• In 2028 you can start withdrawing from your husband’s 401k. I assume you now start reinvesting the dividends in the taxable accounts. (i.e., outflows = 0).
  • The withdrawals take into account estimates for taxes. These are my estimates which account for the state (6% flat) and federal taxes to the best of my knowledge. I then use the Excel Solver to solve for the withdrawals (shaded in yellow in the second table) to exactly match the consumption target.
  • I assume you keep a 75/25 split in the 401k and a 100% equity allocation in the Roth. Since the Roth is the last account to be tapped and it’s the most tax efficient we want this to have the highest expected return. With this, you start close to your current allocation but shift more into stocks over time. If you’re not comfortable with that, simply shift into bonds inside the Roth and/or 401k.
  • I use conservative return assumptions for equities: 5.75% for the next 10 years then slowly increasing to 7% nominal. Bond returns shift from 2% to 3.25% (nominal) over time. I assume you use a CD ladder of 1-year CDs and returns are just a little bit below the bonds.


Case Study MrsGreece Table01
Account balances over time, part 1.
Case Study MrsGreece Table02
Account balances over time, part 2.
  • You would deplete about two-thirds of the taxable stock portfolio by the time you gain access to the 401k. That might be a little bit too close for comfort. There is a risk of running out of money in the taxable accounts if the market takes a real big dive. But keep in mind that you still have the cash reserve in the CDs and bond portfolio and a large stash in the Roth IRA, where you can withdraw principal (but not capital gains) from your Roth Conversion ladder from 5+ years ago.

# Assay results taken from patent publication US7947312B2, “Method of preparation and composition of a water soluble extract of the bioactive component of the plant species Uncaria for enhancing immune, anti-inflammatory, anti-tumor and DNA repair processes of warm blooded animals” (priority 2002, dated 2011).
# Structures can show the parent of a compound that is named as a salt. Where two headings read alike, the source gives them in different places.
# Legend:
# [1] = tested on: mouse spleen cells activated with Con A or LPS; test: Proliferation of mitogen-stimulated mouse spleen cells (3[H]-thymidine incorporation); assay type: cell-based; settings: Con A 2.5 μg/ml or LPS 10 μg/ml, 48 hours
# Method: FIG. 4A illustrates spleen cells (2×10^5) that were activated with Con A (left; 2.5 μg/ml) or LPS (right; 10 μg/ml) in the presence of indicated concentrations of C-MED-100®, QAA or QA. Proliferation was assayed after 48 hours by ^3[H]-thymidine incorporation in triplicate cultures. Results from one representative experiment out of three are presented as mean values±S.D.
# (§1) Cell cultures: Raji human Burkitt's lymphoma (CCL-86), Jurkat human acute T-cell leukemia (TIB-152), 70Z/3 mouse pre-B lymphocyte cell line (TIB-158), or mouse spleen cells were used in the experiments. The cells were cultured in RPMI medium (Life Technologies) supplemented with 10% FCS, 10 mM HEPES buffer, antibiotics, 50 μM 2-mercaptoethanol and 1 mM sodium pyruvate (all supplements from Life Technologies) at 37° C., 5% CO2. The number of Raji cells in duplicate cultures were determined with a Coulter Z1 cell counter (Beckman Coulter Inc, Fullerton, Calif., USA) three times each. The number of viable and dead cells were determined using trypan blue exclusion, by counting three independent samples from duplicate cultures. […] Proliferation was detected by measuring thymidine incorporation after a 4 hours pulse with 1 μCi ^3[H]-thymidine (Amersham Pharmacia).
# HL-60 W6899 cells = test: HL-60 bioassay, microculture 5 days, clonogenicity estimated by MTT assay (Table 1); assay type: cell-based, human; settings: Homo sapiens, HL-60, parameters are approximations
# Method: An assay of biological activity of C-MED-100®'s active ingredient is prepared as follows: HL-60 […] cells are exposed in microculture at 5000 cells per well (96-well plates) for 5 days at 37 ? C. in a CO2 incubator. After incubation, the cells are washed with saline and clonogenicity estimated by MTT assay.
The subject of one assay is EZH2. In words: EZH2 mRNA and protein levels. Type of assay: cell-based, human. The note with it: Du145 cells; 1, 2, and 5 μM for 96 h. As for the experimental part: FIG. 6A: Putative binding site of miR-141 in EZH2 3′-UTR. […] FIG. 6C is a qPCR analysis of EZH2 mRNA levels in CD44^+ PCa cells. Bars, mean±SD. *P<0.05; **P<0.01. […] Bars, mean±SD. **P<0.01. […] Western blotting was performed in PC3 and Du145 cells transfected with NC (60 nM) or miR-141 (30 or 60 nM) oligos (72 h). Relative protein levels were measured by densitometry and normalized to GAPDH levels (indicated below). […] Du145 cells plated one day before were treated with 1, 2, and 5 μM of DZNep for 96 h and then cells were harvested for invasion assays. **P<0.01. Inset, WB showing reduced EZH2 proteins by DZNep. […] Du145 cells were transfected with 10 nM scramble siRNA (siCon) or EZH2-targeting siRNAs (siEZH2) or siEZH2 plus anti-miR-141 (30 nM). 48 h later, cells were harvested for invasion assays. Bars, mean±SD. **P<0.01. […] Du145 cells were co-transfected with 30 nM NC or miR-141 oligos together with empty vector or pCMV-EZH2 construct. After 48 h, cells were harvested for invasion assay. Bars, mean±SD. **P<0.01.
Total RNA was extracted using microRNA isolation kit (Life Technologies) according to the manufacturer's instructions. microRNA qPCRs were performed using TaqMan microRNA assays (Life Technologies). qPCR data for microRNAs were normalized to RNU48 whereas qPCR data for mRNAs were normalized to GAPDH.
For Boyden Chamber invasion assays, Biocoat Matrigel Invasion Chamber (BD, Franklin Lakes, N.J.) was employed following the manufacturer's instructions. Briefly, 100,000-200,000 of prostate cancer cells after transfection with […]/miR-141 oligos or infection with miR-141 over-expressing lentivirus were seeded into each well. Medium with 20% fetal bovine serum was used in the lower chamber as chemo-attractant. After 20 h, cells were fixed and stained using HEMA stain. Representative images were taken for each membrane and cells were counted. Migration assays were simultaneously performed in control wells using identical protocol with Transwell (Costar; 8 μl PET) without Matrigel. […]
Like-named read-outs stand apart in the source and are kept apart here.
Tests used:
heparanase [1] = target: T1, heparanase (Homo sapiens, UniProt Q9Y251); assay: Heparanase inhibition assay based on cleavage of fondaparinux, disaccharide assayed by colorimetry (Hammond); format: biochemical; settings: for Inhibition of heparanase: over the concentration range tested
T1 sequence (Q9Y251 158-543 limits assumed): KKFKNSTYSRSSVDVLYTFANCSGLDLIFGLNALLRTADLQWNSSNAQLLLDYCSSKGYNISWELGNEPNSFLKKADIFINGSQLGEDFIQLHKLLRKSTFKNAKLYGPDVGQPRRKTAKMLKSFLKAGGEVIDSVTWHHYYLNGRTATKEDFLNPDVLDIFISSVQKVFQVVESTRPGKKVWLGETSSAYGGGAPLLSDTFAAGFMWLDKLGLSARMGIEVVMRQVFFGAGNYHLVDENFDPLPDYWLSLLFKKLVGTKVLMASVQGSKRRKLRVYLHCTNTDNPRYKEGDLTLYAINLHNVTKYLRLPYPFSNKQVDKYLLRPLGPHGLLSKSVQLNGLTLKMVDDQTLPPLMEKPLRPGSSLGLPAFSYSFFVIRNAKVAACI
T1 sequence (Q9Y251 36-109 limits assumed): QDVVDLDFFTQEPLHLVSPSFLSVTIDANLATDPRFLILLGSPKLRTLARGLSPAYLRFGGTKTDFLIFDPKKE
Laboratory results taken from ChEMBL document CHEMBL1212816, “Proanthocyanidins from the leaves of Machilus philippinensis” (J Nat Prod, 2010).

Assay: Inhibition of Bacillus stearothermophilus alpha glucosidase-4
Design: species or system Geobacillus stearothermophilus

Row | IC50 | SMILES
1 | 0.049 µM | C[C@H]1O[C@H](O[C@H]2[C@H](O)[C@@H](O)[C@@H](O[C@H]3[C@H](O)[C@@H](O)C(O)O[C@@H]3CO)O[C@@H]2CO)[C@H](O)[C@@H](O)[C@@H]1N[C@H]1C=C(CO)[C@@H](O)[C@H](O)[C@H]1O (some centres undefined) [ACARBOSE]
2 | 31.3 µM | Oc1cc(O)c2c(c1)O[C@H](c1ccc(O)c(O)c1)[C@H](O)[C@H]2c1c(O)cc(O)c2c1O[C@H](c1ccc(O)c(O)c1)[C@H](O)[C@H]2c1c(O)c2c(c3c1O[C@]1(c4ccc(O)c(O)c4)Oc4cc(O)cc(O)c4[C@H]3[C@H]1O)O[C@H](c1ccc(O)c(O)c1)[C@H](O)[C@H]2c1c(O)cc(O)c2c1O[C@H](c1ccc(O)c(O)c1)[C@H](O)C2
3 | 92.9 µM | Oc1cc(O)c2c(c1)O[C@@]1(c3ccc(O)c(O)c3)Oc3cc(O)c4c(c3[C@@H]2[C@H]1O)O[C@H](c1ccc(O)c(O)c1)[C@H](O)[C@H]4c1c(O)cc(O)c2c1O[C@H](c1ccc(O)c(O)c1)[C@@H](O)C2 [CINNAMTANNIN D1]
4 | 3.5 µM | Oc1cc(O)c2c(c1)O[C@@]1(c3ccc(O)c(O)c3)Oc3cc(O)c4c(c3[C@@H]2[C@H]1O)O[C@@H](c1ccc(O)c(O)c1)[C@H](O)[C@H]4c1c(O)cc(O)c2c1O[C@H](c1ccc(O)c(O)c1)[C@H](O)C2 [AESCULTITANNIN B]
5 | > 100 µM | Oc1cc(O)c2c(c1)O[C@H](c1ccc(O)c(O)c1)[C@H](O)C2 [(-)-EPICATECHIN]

• You’d do a really great job of keeping a lid on your 401k balance with this aggressive Roth Conversion ladder. When required minimum distributions (RMD) start you’ve already depleted the 401k to below $1m in exchange for a multi-million dollar Roth IRA! How cool is that?
  • Notice that despite the withdrawals you maintain and even grow the value of the portfolio even in real dollars. It moves sideways in the beginning but then starts increasing again once Social Security kicks in and the withdrawals drop!

So, both from the SWR historical simulations (4% SWR) and the account balance study it looks like you and your husband ready to retire this year!

Wait for 3 more years?

There are several reasons to delay early retirement:

  • As we saw in the calculations above you might get close to depleting all taxable accounts before your husband turns 59.5, especially if we experience a bear market before then. Sequence of return Risk! Delaying retirement and stocking the taxable accounts will clearly alleviate that problem.
  • You will avoid drawing down the “beloved” blue chip stocks.
  • From our numerous emails, it sounds like your husband is in no rush to retire and it also sounded like you haven’t planned much for what exactly you want to do once you retire. If you are not too eager to retire and you don’t really know yet what you want to retire to (we all know what we want to retire from), then it may not be a bad idea to wait a little longer.
  • You currently have only $60,000 in your two kids’ 529 college savings accounts. If your kids want to go to college and graduate school it may not be a bad idea to have some extra reserves.

So let’s do the same calculation but delay retirement by 3 years. Specifically, assume this:

  • Max out the $42,000 in annual 401k contributions. Since your husband turns 50 next year his max goes up to $24k! Also, you didn’t specify anything about company matching, so the 401k might even grow more if we add the matching.